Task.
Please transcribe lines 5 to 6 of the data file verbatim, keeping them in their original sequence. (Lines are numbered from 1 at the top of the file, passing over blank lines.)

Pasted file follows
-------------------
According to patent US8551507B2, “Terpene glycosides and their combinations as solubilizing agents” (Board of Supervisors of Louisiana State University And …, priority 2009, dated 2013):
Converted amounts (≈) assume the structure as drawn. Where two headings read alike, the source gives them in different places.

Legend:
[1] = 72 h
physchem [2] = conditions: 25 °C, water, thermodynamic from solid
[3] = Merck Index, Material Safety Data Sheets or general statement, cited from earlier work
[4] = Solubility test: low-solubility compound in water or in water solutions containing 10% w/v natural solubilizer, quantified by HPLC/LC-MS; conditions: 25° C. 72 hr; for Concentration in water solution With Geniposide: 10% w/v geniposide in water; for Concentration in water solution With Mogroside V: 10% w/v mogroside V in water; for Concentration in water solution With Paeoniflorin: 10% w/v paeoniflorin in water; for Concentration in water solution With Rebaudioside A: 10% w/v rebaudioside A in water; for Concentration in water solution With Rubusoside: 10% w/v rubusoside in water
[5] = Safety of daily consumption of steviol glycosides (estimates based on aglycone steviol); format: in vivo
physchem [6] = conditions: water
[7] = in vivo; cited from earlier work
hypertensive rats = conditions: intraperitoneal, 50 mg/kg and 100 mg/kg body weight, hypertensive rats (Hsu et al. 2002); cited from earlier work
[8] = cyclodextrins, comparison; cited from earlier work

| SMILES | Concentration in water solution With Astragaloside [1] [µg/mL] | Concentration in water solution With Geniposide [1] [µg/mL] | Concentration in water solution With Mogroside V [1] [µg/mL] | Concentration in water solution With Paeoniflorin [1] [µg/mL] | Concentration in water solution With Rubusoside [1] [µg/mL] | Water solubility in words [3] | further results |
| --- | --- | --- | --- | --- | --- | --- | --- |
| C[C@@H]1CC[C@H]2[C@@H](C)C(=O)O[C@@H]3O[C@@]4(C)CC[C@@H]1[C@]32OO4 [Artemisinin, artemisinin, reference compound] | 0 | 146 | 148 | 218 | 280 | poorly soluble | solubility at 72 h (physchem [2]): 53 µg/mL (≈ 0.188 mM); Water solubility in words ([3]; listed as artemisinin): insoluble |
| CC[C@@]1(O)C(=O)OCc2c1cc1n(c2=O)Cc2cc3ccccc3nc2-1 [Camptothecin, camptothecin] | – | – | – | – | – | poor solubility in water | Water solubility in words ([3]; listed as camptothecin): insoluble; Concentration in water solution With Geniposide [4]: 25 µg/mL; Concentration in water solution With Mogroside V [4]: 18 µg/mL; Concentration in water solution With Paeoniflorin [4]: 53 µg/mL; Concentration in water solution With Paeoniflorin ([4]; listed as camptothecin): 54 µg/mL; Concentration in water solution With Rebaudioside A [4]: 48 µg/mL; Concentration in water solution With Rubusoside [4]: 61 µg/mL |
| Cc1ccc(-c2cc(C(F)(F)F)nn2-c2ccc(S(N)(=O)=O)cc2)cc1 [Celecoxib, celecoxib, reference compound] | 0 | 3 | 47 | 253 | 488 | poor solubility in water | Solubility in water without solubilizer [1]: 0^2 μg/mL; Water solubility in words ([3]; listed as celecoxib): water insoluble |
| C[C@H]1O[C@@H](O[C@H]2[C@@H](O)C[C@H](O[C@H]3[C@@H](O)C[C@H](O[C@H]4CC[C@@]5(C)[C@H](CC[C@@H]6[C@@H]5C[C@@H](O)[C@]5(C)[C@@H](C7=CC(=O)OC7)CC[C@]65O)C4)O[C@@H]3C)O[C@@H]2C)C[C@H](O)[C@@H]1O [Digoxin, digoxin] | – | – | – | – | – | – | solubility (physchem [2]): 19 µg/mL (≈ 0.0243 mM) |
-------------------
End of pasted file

physchem [2] = conditions: 25 °C, water, thermodynamic from solid
[3] = Merck Index, Material Safety Data Sheets or general statement, cited from earlier work